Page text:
Weaving indigenous knowledge systems and Western sciences in terrestrial research, monitoring and management in Canada: a protocol for a systematicmap.

Published online
29 Jun 2021
Content type
Journal article
Journal title
Ecological Solutions and Evidence

Henri, D. A. & Provencher, J. F. & Bowles, E. & Taylor, J. J. & Steel, J. & Chelick, C. & Popp, J. N. & Cooke, S. J. & Rytwinski, T. & McGregor, D. & Ford, A. T. & Alexander, S. M.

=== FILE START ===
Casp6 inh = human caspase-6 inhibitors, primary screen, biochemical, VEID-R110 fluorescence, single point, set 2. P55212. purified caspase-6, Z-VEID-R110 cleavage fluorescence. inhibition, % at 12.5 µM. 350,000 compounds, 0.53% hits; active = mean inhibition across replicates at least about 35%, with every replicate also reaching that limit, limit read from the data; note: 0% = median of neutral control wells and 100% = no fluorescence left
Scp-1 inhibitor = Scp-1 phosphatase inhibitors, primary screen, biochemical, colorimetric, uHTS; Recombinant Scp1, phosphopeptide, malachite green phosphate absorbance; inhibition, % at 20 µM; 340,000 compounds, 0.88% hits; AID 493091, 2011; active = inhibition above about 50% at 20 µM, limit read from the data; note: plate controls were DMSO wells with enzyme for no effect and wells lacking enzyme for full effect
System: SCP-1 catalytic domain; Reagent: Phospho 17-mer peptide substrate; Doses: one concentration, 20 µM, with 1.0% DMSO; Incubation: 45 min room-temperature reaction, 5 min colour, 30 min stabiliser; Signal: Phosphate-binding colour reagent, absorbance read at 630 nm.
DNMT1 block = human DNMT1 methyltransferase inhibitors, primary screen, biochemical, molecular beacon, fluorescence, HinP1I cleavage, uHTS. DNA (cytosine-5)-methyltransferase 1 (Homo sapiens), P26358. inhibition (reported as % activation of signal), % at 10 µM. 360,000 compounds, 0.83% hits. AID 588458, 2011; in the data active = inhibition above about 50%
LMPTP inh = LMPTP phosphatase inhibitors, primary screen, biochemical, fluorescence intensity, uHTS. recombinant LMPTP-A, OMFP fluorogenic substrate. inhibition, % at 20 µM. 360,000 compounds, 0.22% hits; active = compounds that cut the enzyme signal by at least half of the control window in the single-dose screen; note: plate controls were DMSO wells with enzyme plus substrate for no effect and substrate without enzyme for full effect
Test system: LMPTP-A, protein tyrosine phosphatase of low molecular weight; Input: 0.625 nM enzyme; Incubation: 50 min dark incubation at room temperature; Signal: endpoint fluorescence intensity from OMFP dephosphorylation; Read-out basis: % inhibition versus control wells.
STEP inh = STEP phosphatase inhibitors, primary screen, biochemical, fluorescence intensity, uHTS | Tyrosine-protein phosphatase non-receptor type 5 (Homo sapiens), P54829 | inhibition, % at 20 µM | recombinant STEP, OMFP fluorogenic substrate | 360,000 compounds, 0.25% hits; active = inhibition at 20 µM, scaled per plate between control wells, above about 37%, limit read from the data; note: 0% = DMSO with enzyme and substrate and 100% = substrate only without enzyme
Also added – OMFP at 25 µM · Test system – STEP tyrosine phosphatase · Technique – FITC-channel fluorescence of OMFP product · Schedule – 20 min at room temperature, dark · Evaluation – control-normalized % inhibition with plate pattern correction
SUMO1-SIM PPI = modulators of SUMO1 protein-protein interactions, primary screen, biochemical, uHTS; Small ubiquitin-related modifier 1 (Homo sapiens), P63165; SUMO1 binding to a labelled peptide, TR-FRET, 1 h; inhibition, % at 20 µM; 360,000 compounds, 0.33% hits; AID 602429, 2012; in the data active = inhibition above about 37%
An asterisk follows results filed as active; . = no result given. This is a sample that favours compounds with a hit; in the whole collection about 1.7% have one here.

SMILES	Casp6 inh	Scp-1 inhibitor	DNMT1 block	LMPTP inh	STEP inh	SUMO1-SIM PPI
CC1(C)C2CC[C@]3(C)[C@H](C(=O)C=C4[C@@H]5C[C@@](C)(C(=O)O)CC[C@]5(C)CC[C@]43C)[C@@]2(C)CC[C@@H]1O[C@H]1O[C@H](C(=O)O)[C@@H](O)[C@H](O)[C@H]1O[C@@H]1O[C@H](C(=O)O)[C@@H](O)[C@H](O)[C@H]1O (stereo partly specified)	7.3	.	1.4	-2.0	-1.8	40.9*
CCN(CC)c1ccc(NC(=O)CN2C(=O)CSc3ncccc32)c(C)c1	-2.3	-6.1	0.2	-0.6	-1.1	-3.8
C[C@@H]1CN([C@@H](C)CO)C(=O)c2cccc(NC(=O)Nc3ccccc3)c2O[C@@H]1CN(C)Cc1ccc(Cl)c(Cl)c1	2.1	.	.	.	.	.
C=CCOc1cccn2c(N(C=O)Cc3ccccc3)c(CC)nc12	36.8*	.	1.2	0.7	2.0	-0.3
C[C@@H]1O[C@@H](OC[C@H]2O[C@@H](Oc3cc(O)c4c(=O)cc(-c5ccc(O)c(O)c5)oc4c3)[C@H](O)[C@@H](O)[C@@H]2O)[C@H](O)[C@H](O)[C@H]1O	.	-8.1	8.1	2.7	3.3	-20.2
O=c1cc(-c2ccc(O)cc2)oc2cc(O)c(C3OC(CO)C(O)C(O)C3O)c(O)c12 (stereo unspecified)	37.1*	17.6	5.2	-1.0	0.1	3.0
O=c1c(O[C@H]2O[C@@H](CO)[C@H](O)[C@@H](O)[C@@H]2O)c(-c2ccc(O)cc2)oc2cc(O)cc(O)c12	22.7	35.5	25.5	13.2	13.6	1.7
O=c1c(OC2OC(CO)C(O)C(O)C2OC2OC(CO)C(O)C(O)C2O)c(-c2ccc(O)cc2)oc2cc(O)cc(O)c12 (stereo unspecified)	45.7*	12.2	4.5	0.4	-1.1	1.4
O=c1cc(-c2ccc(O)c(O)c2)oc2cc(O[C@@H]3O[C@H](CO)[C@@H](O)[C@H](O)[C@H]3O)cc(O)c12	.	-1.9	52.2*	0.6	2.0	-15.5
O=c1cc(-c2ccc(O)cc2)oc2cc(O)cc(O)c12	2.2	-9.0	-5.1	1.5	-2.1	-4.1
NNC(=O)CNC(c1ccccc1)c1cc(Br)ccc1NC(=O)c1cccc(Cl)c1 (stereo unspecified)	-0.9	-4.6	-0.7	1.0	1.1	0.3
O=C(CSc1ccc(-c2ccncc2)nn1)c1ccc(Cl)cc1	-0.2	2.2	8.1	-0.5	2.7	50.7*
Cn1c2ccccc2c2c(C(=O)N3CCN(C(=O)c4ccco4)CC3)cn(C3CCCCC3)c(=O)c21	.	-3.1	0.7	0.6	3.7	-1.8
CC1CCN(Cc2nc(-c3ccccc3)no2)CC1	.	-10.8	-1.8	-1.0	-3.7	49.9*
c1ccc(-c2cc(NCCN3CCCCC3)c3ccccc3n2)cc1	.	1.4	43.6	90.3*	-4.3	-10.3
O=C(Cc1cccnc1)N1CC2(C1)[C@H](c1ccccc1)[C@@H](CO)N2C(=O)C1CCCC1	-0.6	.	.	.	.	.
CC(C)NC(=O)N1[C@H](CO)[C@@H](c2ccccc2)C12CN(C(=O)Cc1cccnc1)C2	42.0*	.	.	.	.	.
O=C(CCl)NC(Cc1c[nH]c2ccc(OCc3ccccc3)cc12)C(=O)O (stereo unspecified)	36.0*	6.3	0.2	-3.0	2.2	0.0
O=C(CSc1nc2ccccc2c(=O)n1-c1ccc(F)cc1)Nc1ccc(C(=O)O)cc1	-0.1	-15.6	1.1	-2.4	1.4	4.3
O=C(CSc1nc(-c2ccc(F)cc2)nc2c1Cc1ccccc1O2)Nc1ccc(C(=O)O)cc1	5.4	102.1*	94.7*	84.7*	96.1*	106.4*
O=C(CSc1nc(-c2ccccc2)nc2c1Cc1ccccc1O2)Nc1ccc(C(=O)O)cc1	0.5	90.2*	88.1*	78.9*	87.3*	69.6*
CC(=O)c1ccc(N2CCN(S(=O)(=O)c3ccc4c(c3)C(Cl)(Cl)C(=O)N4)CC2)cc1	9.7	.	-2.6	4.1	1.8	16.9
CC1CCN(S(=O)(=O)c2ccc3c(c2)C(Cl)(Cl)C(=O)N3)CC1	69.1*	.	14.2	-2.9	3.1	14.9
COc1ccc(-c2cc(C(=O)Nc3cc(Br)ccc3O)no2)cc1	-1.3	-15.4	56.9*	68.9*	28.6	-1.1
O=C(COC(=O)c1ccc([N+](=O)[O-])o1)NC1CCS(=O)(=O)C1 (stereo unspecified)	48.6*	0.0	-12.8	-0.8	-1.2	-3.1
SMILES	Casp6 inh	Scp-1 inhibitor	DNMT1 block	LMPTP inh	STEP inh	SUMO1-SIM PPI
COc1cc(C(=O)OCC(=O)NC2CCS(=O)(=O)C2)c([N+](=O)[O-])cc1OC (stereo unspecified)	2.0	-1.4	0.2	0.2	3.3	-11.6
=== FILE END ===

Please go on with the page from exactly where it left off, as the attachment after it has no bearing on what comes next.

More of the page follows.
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Human activities and development have contributed to declines in biodiversity across the globe. Understanding and addressing biodiversity loss will require the mobilization of diverse knowledge systems. While calls for interdisciplinary practices in environmental research date back decades, there has been a more recent push for weaving multiple knowledge systems in environmental research and management, specifically Indigenous knowledge systems (IKS) and Western sciences. The use of multiple knowledge systems in environmental research can improve understanding of socio-ecological connections, build trust in research findings and help implement evidence-based action towards biodiversity conservation. Mobilizing multiple types of knowledge in environmental research and management can be beneficial; however, challenges remain. There is a need to understand how and where studies have woven IKS and Western sciences together in order to learn about frameworks and processes used, and identify best practices.

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